For me, one of the most challenging and time consuming steps of backwards planning is the first one, and particularly identifying good essential questions. A good essential question should be open-ended, promote inquiry, and point towards transferable ideas. So, this winter break, I looked at my 4th grade themes for January and February that I had brainstormed over the summer and saw “All About Me” and “Puerto Rico”. My essential question for the “All About Me” unit was “How can I introduce myself to others?” My essential question for the unit on Puerto Rico was “How is Puerto Rico the same and different from Connecticut?”
What was I thinking?
Alright, so I had thought it would be a fun idea to have students write books about themselves in Spanish at a novice level, where they were applying some formulaic sentences about themselves, with some choice in what they were saying about themselves. Then, I thought my 4th graders usually study the cultures of the Caribbean, so we can start with Puerto Rico. So, back in August I had written some quick essential questions, but I now realized they didn’t really pass the muster of an essential question. The answers are fairly clear-cut; there aren’t any really transferable skills; and they don’t really promote any higher order thinking. More importantly, what is the purpose to all of this? Here is where I got stuck. Why should students be able to describe themselves? What should they be able to say? What is the purpose of it? Why should they learn about Puerto Rico? The standard answer is usually to increase their job prospects, in case they travel, and to build cultural competency. Yes, those are all very important, but what specifically is the purpose of learning specifically this content over other content, and how can I help my students make a personal connection to it?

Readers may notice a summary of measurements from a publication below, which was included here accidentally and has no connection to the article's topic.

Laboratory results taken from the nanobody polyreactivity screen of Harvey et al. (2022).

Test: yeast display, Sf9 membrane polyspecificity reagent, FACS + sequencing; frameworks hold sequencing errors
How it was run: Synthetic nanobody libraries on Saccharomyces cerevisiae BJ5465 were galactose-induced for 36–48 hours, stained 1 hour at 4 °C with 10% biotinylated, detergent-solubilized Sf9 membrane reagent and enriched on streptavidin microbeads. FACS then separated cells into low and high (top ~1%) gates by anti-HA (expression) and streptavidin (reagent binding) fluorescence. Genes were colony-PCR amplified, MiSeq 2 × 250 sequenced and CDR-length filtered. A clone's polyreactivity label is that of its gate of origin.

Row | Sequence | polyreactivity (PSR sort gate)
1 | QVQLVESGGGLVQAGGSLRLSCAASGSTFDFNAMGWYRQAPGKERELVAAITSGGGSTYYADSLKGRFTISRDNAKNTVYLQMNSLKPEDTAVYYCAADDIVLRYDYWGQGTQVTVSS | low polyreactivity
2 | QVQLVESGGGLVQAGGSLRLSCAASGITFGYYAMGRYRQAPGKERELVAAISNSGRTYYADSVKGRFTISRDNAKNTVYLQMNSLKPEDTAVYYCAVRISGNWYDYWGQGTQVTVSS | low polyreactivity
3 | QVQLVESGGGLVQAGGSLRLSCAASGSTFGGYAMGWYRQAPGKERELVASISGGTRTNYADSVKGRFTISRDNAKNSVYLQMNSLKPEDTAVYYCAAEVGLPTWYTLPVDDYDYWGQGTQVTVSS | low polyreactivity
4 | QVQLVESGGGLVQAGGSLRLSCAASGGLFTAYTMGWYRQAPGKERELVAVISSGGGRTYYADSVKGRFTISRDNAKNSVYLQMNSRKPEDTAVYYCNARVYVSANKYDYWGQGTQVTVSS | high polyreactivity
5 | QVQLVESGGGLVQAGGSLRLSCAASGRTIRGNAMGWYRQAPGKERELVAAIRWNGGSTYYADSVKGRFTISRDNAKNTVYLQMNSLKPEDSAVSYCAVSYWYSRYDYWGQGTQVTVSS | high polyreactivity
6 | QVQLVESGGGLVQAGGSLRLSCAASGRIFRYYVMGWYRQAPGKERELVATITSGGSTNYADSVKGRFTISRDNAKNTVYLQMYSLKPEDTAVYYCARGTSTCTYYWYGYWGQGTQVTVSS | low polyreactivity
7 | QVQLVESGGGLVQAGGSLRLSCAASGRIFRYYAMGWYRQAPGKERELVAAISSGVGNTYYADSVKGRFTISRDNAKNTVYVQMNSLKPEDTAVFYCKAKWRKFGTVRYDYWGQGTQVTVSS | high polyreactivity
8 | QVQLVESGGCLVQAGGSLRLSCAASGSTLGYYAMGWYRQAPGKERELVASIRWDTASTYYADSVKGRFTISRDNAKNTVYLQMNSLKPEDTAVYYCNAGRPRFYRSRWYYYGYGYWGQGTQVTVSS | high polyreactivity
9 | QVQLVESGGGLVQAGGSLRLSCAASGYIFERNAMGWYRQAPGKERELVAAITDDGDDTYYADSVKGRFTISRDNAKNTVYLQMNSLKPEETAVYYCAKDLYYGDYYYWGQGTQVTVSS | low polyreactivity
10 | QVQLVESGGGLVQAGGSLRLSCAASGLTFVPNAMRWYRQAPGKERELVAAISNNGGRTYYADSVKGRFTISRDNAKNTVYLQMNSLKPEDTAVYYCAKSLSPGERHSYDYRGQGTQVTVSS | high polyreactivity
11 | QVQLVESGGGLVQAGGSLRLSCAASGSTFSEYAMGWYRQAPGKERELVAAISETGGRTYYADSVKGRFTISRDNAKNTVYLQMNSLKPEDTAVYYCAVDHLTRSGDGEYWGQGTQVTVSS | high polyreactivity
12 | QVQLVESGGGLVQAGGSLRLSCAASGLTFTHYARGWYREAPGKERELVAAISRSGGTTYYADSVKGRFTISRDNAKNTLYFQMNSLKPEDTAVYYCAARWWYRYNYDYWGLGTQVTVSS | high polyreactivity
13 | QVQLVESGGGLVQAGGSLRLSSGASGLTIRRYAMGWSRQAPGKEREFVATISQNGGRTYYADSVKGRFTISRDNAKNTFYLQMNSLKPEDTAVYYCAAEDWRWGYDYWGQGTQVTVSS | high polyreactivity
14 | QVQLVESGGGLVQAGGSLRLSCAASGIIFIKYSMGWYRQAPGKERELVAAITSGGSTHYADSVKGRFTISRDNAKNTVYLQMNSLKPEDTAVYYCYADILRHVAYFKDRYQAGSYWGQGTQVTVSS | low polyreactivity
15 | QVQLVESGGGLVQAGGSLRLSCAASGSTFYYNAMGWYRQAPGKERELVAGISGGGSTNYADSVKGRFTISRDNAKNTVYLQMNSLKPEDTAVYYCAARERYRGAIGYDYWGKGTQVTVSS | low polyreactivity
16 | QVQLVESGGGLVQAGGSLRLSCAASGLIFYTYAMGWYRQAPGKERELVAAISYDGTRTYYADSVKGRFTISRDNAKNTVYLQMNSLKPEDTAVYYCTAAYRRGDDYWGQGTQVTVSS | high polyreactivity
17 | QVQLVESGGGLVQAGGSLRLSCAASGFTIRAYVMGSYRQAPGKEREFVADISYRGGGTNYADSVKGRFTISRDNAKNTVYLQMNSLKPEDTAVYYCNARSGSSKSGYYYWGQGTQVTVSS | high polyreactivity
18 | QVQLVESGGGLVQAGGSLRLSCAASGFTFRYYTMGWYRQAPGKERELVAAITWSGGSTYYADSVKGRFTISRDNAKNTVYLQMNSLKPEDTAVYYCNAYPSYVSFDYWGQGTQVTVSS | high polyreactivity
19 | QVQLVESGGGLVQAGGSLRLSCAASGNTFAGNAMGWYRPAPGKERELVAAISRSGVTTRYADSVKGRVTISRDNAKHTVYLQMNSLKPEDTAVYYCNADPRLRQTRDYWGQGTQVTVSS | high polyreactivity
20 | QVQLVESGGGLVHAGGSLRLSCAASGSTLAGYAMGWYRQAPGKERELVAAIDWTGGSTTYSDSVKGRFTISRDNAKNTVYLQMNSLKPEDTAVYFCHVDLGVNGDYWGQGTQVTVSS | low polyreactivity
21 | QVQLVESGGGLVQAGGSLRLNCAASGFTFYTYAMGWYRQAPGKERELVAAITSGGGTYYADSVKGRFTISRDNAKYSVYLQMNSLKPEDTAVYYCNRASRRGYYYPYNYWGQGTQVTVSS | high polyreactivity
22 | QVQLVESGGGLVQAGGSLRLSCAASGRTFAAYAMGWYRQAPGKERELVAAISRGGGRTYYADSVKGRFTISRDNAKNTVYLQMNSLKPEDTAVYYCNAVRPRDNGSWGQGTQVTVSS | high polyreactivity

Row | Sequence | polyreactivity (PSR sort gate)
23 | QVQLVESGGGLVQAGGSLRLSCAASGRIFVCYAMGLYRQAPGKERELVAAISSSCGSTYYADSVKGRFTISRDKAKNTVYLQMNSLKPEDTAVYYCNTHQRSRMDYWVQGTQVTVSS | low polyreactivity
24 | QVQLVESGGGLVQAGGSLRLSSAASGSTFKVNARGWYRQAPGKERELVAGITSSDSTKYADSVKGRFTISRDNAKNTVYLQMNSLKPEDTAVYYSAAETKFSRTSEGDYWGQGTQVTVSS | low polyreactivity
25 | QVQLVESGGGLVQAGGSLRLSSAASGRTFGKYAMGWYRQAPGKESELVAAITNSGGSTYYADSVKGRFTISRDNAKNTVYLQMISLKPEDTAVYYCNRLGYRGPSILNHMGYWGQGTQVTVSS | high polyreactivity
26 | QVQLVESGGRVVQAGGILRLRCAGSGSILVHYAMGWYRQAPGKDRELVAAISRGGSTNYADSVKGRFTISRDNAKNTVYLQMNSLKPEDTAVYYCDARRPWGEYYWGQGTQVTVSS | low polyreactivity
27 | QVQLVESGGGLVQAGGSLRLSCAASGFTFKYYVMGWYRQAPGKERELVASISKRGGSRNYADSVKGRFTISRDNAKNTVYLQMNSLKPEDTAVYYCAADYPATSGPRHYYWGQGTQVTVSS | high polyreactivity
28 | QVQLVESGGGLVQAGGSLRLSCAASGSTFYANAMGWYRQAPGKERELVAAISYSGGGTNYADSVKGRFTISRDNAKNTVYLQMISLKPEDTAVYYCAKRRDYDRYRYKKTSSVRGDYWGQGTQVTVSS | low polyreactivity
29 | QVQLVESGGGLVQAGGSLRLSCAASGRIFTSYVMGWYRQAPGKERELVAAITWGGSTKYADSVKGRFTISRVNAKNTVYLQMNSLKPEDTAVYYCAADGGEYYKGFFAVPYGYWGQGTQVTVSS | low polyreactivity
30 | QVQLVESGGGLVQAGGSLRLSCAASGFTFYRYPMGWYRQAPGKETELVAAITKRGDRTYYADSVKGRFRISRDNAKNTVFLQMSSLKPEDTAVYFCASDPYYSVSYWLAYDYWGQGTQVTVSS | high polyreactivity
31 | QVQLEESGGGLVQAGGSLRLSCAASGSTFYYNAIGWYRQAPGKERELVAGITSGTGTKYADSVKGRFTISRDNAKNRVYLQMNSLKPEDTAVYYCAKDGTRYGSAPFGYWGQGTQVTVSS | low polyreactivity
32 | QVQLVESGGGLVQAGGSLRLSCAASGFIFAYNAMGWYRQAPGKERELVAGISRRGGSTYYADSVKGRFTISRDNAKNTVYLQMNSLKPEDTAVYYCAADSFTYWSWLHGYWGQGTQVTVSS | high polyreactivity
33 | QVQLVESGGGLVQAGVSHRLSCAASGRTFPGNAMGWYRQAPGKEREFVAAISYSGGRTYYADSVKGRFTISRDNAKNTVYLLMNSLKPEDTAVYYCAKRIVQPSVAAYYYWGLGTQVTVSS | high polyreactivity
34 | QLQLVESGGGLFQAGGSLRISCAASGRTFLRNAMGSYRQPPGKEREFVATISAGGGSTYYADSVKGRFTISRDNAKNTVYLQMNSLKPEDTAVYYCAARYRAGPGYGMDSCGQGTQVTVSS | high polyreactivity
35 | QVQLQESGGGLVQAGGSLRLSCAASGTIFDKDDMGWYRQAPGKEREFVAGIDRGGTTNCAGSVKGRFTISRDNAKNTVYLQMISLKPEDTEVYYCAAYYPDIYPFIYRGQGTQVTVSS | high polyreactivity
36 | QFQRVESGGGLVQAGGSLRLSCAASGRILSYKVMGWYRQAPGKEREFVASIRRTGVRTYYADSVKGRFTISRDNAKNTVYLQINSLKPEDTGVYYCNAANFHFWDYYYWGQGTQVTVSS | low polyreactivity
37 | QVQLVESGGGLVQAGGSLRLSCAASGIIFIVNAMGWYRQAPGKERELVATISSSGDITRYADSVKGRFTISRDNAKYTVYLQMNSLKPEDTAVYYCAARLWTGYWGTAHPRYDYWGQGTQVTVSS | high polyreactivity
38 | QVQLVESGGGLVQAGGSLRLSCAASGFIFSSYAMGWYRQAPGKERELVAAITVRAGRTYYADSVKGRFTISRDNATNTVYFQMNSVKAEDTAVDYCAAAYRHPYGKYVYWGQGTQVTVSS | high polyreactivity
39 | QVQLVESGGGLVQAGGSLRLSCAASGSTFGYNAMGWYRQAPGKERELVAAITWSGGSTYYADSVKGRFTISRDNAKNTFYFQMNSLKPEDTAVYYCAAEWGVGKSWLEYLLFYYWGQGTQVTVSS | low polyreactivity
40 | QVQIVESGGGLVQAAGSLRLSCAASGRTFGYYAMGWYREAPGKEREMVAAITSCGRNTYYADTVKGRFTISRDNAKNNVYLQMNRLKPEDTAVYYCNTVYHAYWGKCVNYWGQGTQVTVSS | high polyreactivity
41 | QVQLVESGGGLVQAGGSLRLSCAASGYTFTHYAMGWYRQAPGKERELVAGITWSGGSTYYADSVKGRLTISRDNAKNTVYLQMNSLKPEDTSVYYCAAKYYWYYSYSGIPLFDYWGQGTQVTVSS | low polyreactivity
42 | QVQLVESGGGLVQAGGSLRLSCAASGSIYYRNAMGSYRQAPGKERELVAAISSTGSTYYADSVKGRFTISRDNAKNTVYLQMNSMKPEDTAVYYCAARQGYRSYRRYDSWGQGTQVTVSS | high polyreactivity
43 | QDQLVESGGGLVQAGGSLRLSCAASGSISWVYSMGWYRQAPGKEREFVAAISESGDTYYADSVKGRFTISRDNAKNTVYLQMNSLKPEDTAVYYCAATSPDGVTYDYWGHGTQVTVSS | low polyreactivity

Unable to immediately answer this question, I looked towards what I had mapped for the rest of the year and felt uninspired. What to study and when to study it is something else that can be pre-determined by something like a textbook or curriculum, or necessary skill sequencing, but we can also think creatively about how to move things around in a way that makes sense. This can be informed by a variety of factors. Following the thematic units in students’ other academic classes, for example, can help to set an authentic context for learning in the World Language. I know that in February and March, 4th graders are studying the geography and culture of U.S. states and why people choose to live in different parts of the U.S. Through that lens, I saw this as a perfect opportunity to study the geography and culture of Puerto Rico, as well as its complex status as a territory of the United States. Puerto Rico’s recent natural disaster and the on-going news coverage of the island’s trials make studies of Puerto Rico even more timely and relevant.